In Manx skies... July 2018 ~ compiled by Dave Storey


13th at 02.49h

First Quarter
19th at 19.53h

27th at 20.22h

Last Quarter
6th at 07.52h

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Note: All times are Universal Time (UT)
British Summer Time is now in force. Remember to add 1 hour to any times quoted here to get local IoM time.

There is a partial solar eclipse on 13th . Non of the eclipse is visible from the Isle of Man. Click here for details.

There is a total lunar eclipse on the 27
th . As seen from the IoM, the Moon rises at 20.18h (Azimuth 123°) and will be in total shadow. This should prove a very interesting observation! Will the Moon be visible? The Earth's shadow will start to leave the Moon's disc at 21.13h when the Moon will be 5° above the horizon. The umbral shadow leaves the western edge of the Moon at 22.19h with the Moon at an altitude of 11°. Penumbral shadow will have cleared the lunar disc by 23.28h. Click here for more details.

Solar Aphelion occurs on the 6
th at 16.15h (152,103,776km/94,512,905miles)


Solar activity is low with solar cycle 24 now in force.


Carrington's Solar Rotation number 2206 starts on the 9th at 20h38m16s.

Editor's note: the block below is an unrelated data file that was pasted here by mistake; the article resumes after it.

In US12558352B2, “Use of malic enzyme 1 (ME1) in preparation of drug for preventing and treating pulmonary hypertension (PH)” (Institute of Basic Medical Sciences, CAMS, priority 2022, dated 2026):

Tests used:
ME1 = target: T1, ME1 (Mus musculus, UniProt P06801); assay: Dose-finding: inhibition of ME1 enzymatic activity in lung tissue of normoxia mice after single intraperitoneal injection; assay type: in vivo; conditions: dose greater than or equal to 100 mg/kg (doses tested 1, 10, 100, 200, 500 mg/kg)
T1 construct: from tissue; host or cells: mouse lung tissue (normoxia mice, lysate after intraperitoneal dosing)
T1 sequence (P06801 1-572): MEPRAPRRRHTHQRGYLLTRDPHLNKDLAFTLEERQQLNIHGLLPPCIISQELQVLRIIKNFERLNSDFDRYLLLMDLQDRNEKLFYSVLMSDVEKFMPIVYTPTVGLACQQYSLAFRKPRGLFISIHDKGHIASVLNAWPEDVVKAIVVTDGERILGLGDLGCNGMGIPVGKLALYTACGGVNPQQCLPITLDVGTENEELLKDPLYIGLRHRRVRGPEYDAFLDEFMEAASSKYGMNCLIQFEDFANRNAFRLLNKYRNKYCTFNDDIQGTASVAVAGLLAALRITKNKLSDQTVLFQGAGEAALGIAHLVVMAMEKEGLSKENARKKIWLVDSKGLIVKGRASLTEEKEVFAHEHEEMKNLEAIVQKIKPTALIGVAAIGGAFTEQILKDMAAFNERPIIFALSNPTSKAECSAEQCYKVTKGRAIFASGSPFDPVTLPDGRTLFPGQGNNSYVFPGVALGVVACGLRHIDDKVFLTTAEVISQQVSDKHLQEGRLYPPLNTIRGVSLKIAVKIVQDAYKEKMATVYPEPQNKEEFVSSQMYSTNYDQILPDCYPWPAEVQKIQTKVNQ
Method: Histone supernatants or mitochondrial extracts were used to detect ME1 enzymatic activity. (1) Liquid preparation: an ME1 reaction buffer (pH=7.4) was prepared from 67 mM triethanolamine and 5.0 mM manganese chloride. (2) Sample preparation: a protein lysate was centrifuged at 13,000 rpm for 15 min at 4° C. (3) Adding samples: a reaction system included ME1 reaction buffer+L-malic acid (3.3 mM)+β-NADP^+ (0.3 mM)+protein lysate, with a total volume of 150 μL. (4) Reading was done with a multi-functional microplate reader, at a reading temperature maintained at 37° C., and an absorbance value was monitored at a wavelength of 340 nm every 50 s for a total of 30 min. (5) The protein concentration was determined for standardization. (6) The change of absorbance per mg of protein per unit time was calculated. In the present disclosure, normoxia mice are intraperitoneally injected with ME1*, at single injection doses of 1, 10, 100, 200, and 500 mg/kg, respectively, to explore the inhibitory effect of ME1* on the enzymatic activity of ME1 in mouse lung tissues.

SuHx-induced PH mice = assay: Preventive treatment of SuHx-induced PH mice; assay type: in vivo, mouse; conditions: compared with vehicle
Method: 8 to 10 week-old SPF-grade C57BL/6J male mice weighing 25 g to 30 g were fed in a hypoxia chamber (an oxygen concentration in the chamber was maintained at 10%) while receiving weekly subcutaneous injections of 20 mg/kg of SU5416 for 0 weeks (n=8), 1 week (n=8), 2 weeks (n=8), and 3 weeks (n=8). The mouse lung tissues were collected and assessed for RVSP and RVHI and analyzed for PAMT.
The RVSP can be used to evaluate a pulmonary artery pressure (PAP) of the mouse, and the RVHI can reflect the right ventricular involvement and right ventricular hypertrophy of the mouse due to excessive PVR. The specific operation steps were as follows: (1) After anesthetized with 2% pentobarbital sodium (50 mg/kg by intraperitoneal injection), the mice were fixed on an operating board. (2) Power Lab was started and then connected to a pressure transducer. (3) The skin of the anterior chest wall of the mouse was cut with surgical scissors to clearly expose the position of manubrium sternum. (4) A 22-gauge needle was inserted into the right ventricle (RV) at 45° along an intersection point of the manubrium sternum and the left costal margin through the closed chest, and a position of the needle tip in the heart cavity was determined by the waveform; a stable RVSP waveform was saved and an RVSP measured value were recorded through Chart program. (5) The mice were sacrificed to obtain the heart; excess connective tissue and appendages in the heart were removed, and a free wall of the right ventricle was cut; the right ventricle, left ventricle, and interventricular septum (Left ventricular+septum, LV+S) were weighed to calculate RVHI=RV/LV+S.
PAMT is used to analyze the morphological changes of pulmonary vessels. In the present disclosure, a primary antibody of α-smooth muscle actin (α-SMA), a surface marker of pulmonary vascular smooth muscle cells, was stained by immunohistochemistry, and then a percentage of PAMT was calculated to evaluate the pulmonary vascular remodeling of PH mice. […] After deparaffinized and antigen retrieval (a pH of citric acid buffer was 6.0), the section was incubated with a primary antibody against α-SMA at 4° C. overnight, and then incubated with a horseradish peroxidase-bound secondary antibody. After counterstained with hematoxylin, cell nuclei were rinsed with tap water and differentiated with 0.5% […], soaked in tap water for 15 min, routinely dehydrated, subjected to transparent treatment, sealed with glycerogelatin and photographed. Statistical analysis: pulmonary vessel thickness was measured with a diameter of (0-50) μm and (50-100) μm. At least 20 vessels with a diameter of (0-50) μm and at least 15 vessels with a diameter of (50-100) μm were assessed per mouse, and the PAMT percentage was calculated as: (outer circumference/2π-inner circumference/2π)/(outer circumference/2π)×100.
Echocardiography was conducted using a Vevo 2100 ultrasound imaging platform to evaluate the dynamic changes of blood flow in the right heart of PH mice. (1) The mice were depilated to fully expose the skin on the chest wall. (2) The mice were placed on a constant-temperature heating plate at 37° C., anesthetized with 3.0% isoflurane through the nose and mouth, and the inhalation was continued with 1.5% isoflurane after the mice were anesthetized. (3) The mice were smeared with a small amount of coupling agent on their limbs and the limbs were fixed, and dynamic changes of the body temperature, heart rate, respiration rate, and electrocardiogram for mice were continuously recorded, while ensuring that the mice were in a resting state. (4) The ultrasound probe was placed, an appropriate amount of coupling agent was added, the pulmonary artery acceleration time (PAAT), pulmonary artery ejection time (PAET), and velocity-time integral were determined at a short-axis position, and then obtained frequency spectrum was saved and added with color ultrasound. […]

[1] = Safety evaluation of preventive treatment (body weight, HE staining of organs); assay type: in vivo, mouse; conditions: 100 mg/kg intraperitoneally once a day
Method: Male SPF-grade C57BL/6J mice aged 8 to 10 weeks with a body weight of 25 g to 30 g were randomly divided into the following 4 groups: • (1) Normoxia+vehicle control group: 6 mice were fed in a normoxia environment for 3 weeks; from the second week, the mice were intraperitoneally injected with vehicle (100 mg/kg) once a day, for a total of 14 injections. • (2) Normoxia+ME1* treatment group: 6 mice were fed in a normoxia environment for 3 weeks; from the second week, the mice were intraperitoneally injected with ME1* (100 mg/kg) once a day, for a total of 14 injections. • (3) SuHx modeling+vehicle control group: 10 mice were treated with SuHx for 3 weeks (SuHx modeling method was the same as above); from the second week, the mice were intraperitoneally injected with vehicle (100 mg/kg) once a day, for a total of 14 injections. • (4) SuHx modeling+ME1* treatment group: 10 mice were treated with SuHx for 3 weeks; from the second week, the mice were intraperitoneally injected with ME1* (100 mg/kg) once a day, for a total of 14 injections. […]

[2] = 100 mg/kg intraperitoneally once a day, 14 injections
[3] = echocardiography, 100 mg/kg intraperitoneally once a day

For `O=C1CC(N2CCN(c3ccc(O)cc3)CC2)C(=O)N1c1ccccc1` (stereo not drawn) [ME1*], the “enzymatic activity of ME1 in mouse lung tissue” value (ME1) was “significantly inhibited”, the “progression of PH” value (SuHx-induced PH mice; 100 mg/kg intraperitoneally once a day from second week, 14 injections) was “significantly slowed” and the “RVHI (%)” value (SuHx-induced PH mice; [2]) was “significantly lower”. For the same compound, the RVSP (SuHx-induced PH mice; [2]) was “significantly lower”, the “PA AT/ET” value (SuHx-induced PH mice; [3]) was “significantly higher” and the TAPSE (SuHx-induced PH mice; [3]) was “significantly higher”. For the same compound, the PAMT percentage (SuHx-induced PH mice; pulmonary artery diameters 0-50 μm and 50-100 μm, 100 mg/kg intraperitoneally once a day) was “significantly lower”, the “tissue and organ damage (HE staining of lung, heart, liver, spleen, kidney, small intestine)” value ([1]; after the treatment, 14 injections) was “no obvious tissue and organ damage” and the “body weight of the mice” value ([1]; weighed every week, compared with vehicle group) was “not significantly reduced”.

Is visible in the evening soon after sunset during the first half of the month. It reaches greatest eastern elongation on the 12th when it will be 26° to the left of the Sun. The planet will be in bright twilight and low down in Manx skies this month, so it will be a difficult target to find.


Is found after sunset in the west shining very brightly at magnitude -4.1 to -4.3. On the evening of the 9
th, the planet will be seen 1° above the brightest star in Leo, Regulus. Use a pair of binoculars to see this close appulse of planet and star. On the evening of the 15th, the waxing crescent Moon will be 4° to the right of Venus.


Is at opposition on the 27th , low down in the south at midnight in Capricornus. At this time, Mars rises at sunset and sets at sunrise. The planet will only be 10° above the southern horizon at best, so as seen from IoM, the telescopic view will be somewhat degraded due to poor seeing conditions. At opposition, the planets disc will be as wide as 24 arc seconds and is better viewed from equatorial and southern skies. The Moon will be 6.3° north of Mars on the night of the 27th.